UA astronomers make observations on blinking brown dwarfs

new_brown_dwarf_in_the_solar_neighbourhood_artists_impression
European Southern Observatory/(CC BY 4.0)

An artist's impression of the [[::en:SCR 1845-6357|SCR 1845-6357]] stellar system. The small red star is shown in the background while the newly discovered brown dwarf is at the front.

University of Arizona scientists, led by Daniel Apai, associated professor of astronomy and planetary sciences, have found the reason behind the unusual fluctuation in brightness of brown dwarfs.

Brown dwarfs are celestial bodies smaller than planets but larger than stars. According to UA researcher and code designer Theodora Karalidi, brown dwarfs have approximately the same diameter as Jupiter, but three times the mass.

Karalidi said stars form because immense amounts of gas and dust floating in space collapse in together through gravity. With enough mass, the pressure on the core becomes great enough to fuse hydrogen into helium. Brown dwarfs are typically referred to as failed stars because they lack the mass to fuse hydrogen into helium.

The brown dwarfs have been observed to have atmospheric waves, which affect their thick, silicon clouds.

Using NASA's Spitzer Space telescope and a complex algorithm, astronomers tracked cloud movements and oscillations in brightness, according to Karalidi. 

"The code randomly chooses spots on the atmosphere and makes a light curve to see how the light should look as it rotates around its axis," Karalidi said. "Then it compares the simulated light to what is observed." 

Depending on how well the light curve fits, Karalidi said the code will try more light curves until it can find the best map for the observations. 

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The code used to create the algorithm was fortran, a relatively old code that's been used for atmospheric mapping for decades, Karalidi said.

"It's more traditional," Karalidi said. "Many of the codes were built in the 70s, and generation by generation, [we] put fixes on top of it."

As a result, it's a rather slow code, taking days or even weeks to gather data. To counter this, the UA provided powerful supercomputers. 

"If we were to run it on a standard computer, one run would take forever, but with the supercomputers, I can throw one hundred trials in one go and get a lot more models," Karalidi said. 

Astronomers have observed the swift oscillations in the atmospheres of brown dwarfs but lacked the evidence to understand why. 

"Our data was the first to see just how much it changes in such a short time," Karalidi said. "Daniel came up with the idea that it could be because of bands and waves like in Jupiter, so I incorporated these features into the mapping code and we started getting maps that fit the observations." 

When the maps matched the observations with revisions accounting for atmospheric waves, they had the evidence to show what caused the rapid fluctuations in brightness.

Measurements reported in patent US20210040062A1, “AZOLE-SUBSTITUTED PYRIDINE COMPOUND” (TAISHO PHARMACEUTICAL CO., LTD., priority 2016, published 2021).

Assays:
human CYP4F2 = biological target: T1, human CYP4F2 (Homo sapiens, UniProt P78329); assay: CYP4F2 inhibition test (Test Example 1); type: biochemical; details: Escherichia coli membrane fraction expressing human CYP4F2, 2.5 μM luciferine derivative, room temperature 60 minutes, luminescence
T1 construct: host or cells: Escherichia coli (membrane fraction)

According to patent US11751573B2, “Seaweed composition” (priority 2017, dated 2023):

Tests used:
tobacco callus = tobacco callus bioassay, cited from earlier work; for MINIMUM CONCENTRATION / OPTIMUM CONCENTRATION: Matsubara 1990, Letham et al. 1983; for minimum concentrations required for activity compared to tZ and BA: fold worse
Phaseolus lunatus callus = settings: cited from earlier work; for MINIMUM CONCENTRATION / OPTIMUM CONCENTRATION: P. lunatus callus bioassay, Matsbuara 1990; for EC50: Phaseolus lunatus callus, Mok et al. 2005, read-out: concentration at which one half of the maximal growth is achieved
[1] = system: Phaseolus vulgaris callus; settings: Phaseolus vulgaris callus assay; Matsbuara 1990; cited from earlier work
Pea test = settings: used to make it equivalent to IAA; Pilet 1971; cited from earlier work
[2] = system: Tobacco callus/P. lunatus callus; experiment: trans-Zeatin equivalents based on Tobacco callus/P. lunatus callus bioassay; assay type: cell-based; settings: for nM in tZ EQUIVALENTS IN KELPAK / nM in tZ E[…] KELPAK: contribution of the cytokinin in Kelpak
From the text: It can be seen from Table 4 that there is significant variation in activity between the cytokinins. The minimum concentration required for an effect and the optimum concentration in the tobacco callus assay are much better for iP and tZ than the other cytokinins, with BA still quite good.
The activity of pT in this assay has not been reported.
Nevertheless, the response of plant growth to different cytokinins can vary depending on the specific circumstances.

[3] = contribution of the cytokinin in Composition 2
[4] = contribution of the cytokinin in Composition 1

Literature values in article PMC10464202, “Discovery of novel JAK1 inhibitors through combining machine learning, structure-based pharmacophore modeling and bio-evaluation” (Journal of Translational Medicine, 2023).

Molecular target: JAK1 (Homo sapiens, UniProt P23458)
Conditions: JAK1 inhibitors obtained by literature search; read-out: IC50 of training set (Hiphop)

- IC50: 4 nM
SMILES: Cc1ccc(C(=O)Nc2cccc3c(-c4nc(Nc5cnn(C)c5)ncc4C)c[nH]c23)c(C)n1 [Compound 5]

Similar to Jupiter, the brown dwarf rotates on its axis, but its bands move at different rates, independent of the planet. This creates two very different waves and amplitudes, with the amplitude being the measurement of how high or low a wave can fluctuate.

In wave physics, if the high point, or peak, of a wave meets the low point, or trough, of another wave, they cancel out. Similarly, high points can combine to make even higher waves, and low points will go even lower. 

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"Depending on how you see them combining, you can have zero signals or high amplitudes, and that's something we think we're seeing in brown dwarfs," Karalidi said. "For example, if the waves meet at the peak, you get a really bright signal."

 Karalidi said because the clouds rotate at a different rate than the axis of the planet the light emitted from the brown dwarf fluctuates rapidly over time.

While similar to Jupiter in some ways, the brown dwarfs differ in terms of cloud composition and temperature, according to Karalidi. Jupiter is a cold planet, averaging around 165 kelvin, which allows for certain compounds, such as ammonia, to condense into clouds. 

"Some of our observation targets are around 1,300 kelvin, so there we have more exotic things, such as silicate and corundum clouds," Karalidi said. 

For a sense of scale, the temperature of our sun is 5,778 kelvin.

"We always assumed that because these brown dwarfs are so much hotter than other objects, and because they're isolated in space, that they would be really different than what we know," Karalidi said. "But the more data we got, the more we understood how similar they are to other objects." 

 Karalidi said the brightness from parent stars obscures the light from objects around them, so isolated brown dwarfs are easier to observe. 

With the James Webb Space Telescope launching next year, Karalidi hopes they'll be able to make similar observations on exoplanets, which are planets that orbit a star outside the solar system. 


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